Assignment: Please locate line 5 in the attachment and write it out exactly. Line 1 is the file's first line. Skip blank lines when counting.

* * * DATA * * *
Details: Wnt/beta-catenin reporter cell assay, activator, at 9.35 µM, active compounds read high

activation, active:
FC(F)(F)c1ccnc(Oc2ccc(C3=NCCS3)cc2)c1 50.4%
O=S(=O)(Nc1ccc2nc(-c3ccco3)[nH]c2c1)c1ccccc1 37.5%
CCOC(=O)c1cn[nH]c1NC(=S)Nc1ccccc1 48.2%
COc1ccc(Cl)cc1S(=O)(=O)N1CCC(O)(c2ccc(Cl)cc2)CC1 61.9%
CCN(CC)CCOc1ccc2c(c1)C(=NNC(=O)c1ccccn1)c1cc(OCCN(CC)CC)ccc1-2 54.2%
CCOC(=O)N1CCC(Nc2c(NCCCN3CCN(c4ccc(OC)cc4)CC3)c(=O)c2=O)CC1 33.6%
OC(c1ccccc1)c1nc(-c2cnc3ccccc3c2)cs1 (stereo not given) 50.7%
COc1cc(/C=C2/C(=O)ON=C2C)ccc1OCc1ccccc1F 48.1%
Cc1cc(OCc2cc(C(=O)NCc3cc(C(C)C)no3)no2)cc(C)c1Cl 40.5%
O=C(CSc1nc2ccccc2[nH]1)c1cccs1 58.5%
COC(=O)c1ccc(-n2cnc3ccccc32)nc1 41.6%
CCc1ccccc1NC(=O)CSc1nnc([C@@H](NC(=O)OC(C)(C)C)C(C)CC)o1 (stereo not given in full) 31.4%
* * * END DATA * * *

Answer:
CCOC(=O)c1cn[nH]c1NC(=S)Nc1ccccc1 48.2%